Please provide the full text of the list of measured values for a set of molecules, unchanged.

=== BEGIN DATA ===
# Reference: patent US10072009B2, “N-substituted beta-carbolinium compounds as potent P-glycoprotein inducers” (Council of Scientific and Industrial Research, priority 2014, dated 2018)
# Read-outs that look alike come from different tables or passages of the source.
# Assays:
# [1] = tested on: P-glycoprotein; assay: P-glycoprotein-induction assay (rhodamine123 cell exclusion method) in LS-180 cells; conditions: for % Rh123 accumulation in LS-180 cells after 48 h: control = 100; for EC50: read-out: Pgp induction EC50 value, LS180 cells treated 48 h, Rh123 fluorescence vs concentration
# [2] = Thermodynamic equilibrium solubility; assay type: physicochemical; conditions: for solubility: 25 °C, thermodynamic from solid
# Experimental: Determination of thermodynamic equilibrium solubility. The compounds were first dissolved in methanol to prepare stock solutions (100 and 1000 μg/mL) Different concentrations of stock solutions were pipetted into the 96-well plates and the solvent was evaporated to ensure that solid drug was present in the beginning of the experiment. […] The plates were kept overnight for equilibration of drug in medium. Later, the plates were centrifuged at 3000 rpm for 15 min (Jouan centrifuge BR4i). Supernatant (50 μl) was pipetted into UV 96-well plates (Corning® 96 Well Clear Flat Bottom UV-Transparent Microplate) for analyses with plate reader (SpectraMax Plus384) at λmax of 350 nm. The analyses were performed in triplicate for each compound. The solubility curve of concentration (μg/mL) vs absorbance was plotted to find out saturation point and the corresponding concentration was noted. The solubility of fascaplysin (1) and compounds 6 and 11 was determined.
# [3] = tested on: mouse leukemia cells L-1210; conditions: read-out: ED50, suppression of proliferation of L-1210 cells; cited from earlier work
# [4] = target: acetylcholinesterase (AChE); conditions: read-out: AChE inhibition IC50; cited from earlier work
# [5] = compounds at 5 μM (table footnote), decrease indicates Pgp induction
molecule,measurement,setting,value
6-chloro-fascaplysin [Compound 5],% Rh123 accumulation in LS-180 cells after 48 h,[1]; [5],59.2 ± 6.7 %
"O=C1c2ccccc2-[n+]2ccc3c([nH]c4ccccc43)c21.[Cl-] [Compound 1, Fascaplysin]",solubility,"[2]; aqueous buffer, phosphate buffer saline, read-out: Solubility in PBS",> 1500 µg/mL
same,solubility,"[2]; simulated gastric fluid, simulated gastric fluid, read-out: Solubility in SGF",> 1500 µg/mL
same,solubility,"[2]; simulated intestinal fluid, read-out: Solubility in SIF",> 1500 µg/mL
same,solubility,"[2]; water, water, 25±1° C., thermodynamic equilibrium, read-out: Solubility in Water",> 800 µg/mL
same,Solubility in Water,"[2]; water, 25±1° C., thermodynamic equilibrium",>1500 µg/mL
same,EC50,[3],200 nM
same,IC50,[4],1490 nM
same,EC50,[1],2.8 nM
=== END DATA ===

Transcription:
# Reference: patent US10072009B2, “N-substituted beta-carbolinium compounds as potent P-glycoprotein inducers” (Council of Scientific and Industrial Research, priority 2014, dated 2018)
# Read-outs that look alike come from different tables or passages of the source.
# Assays:
# [1] = tested on: P-glycoprotein; assay: P-glycoprotein-induction assay (rhodamine123 cell exclusion method) in LS-180 cells; conditions: for % Rh123 accumulation in LS-180 cells after 48 h: control = 100; for EC50: read-out: Pgp induction EC50 value, LS180 cells treated 48 h, Rh123 fluorescence vs concentration
# [2] = Thermodynamic equilibrium solubility; assay type: physicochemical; conditions: for solubility: 25 °C, thermodynamic from solid
# Experimental: Determination of thermodynamic equilibrium solubility. The compounds were first dissolved in methanol to prepare stock solutions (100 and 1000 μg/mL) Different concentrations of stock solutions were pipetted into the 96-well plates and the solvent was evaporated to ensure that solid drug was present in the beginning of the experiment. […] The plates were kept overnight for equilibration of drug in medium. Later, the plates were centrifuged at 3000 rpm for 15 min (Jouan centrifuge BR4i). Supernatant (50 μl) was pipetted into UV 96-well plates (Corning® 96 Well Clear Flat Bottom UV-Transparent Microplate) for analyses with plate reader (SpectraMax Plus384) at λmax of 350 nm. The analyses were performed in triplicate for each compound. The solubility curve of concentration (μg/mL) vs absorbance was plotted to find out saturation point and the corresponding concentration was noted. The solubility of fascaplysin (1) and compounds 6 and 11 was determined.
# [3] = tested on: mouse leukemia cells L-1210; conditions: read-out: ED50, suppression of proliferation of L-1210 cells; cited from earlier work
# [4] = target: acetylcholinesterase (AChE); conditions: read-out: AChE inhibition IC50; cited from earlier work
# [5] = compounds at 5 μM (table footnote), decrease indicates Pgp induction
molecule,measurement,setting,value
6-chloro-fascaplysin [Compound 5],% Rh123 accumulation in LS-180 cells after 48 h,[1]; [5],59.2 ± 6.7 %
"O=C1c2ccccc2-[n+]2ccc3c([nH]c4ccccc43)c21.[Cl-] [Compound 1, Fascaplysin]",solubility,"[2]; aqueous buffer, phosphate buffer saline, read-out: Solubility in PBS",> 1500 µg/mL
same,solubility,"[2]; simulated gastric fluid, simulated gastric fluid, read-out: Solubility in SGF",> 1500 µg/mL
same,solubility,"[2]; simulated intestinal fluid, read-out: Solubility in SIF",> 1500 µg/mL
same,solubility,"[2]; water, water, 25±1° C., thermodynamic equilibrium, read-out: Solubility in Water",> 800 µg/mL
same,Solubility in Water,"[2]; water, 25±1° C., thermodynamic equilibrium",>1500 µg/mL
same,EC50,[3],200 nM
same,IC50,[4],1490 nM
same,EC50,[1],2.8 nM